It's 'not feasible' to create an 'absolutely' religiously neutral society in Ireland, according to one law expert.
Recent weeks have seen an announcement that more than 200 Irish secondary schools are to phase out Catholic-only symbols and practices.
Schools run by Education and Training Boards are being told to end the likes of mandatory graduation masses and visits from diocesan inspectors.
It comes amid calls for further separation of Church and State from the likes of schools and hospitals.
However, Ronan McCrea - Professor of Constitutional and European Law at University College London - told The Hard Shoulder it's very difficult to separate Ireland completely from its Christian heritage.
He explained: "A purely religiously neutral society anywhere - in absolutely neutral terms - is not feasible.
"What you don't want is the State using state institutions to promote a particular religion... like forcing children to go to mass.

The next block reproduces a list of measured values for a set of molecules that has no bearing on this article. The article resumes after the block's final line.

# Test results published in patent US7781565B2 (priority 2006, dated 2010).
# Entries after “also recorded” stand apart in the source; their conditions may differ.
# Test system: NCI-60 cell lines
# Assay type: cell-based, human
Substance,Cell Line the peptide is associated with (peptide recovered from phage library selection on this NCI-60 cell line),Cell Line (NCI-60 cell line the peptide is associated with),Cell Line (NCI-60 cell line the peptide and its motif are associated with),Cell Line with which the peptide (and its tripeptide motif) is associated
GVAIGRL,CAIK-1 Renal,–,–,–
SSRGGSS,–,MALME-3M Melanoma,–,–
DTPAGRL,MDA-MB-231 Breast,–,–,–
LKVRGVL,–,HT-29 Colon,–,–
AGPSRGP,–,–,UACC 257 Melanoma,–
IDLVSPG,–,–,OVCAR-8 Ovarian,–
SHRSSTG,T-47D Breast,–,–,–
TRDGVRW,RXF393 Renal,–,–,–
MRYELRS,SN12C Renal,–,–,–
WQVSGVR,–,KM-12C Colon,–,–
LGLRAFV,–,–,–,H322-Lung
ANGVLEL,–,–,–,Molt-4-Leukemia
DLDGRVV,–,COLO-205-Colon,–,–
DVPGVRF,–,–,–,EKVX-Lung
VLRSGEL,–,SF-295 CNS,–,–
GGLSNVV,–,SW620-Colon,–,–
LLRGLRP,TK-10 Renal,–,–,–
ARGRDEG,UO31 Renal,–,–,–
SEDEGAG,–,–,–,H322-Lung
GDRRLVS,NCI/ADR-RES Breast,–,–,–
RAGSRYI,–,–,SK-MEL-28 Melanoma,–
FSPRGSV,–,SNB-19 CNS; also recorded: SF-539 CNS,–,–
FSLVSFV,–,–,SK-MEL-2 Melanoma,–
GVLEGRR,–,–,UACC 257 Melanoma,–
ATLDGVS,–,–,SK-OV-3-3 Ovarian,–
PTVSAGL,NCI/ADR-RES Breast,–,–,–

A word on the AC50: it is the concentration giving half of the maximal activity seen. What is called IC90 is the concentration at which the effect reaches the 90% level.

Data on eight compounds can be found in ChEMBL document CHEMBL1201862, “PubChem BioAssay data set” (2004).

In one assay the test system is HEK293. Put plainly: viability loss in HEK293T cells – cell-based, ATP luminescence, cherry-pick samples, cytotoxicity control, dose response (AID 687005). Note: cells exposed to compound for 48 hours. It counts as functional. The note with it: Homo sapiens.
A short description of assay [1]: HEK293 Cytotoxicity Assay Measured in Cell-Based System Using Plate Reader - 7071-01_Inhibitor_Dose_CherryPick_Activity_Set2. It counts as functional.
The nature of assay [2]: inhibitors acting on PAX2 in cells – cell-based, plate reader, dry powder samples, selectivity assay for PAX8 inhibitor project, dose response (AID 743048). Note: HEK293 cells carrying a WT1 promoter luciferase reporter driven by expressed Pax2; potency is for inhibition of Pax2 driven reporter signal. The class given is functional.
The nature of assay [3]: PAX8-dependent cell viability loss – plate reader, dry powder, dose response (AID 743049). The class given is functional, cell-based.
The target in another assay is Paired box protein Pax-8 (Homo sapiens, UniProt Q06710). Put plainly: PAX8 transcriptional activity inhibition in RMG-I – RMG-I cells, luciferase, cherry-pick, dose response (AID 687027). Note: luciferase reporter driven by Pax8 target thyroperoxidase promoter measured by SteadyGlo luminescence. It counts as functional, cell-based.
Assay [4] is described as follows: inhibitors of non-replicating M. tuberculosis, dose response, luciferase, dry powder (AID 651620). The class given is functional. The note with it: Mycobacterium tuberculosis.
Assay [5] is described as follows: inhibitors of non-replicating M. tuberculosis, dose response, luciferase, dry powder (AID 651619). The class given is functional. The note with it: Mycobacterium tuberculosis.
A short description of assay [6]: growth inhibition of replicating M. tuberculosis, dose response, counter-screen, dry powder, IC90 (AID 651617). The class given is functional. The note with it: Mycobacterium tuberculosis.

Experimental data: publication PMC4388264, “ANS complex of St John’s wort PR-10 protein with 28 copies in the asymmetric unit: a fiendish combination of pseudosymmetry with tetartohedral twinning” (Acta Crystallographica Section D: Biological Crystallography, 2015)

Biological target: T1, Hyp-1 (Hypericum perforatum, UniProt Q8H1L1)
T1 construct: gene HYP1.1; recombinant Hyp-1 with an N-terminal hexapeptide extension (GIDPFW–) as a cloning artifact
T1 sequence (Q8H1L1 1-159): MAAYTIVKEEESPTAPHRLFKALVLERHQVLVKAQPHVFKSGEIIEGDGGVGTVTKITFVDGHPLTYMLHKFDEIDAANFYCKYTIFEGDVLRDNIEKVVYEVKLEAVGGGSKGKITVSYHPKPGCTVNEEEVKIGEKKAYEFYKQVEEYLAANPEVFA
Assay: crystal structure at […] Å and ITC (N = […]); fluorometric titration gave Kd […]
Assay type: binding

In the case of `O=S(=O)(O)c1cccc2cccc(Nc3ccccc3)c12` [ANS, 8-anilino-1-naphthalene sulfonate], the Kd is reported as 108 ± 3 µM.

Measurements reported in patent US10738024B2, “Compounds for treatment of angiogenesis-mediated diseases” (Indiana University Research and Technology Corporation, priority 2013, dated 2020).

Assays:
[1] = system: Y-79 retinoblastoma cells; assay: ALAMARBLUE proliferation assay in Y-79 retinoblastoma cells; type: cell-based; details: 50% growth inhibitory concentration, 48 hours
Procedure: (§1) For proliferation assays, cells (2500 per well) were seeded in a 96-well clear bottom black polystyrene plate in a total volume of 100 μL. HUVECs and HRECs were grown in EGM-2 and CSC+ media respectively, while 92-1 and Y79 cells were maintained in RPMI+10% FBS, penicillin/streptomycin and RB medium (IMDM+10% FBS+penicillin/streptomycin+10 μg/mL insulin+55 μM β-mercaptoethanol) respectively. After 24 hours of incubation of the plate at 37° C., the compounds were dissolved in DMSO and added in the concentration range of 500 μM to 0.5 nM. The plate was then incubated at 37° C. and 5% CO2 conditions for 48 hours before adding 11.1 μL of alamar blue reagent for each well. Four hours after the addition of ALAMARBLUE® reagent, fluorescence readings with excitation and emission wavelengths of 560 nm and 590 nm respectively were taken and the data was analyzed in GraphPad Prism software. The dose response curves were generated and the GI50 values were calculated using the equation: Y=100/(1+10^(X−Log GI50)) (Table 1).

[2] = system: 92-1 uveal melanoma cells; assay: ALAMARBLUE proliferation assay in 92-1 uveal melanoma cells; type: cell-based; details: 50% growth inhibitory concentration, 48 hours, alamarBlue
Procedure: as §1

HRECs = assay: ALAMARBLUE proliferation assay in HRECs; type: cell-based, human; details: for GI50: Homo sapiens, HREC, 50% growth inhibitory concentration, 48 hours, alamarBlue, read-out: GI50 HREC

"The reason you can't get to absolute neutrality is that religion and culture are not divided by a very bright line. Because Ireland has centuries and centuries of being overwhelmingly Christian, loads of our cultural symbols - like St Patrick's Day or the shamrock - at least have Christian influence."
Professor McCrea said that it's very hard to avoid some of these Christian-influenced symbols at major festivals and events.
He noted: "You have to have a balance between avoiding the State promoting religion as religion or belief... but also recognising that some of our culture will bear the imprint of our Christian past.
"We can't do anything about the fact that Ireland was historically Catholic and Christian... the important thing is to have both a connection to that past... but also that the next chapters of the story are open to be written by everyone."
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